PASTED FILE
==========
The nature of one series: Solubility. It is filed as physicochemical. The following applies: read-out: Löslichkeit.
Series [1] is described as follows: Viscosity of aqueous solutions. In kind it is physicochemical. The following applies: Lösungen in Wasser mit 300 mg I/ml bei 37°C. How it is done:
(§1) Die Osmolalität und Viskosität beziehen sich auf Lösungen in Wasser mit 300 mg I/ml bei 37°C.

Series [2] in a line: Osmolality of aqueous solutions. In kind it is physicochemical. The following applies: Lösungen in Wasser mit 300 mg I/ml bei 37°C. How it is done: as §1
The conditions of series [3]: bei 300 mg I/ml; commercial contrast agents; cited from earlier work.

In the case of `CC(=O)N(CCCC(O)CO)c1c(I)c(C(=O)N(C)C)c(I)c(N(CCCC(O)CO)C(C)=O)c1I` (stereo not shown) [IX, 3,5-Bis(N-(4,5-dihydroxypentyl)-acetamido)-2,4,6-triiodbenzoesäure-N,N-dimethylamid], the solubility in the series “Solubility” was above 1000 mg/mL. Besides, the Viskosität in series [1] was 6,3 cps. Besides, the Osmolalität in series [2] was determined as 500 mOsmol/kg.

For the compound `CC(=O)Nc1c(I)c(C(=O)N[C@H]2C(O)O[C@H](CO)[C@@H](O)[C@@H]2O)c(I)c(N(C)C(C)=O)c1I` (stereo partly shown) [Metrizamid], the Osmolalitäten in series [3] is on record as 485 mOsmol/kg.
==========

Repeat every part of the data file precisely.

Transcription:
The nature of one series: Solubility. It is filed as physicochemical. The following applies: read-out: Löslichkeit.
Series [1] is described as follows: Viscosity of aqueous solutions. In kind it is physicochemical. The following applies: Lösungen in Wasser mit 300 mg I/ml bei 37°C. How it is done:
(§1) Die Osmolalität und Viskosität beziehen sich auf Lösungen in Wasser mit 300 mg I/ml bei 37°C.

Series [2] in a line: Osmolality of aqueous solutions. In kind it is physicochemical. The following applies: Lösungen in Wasser mit 300 mg I/ml bei 37°C. How it is done: as §1
The conditions of series [3]: bei 300 mg I/ml; commercial contrast agents; cited from earlier work.

In the case of `CC(=O)N(CCCC(O)CO)c1c(I)c(C(=O)N(C)C)c(I)c(N(CCCC(O)CO)C(C)=O)c1I` (stereo not shown) [IX, 3,5-Bis(N-(4,5-dihydroxypentyl)-acetamido)-2,4,6-triiodbenzoesäure-N,N-dimethylamid], the solubility in the series “Solubility” was above 1000 mg/mL. Besides, the Viskosität in series [1] was 6,3 cps. Besides, the Osmolalität in series [2] was determined as 500 mOsmol/kg.

For the compound `CC(=O)Nc1c(I)c(C(=O)N[C@H]2C(O)O[C@H](CO)[C@@H](O)[C@@H]2O)c(I)c(N(C)C(C)=O)c1I` (stereo partly shown) [Metrizamid], the Osmolalitäten in series [3] is on record as 485 mOsmol/kg.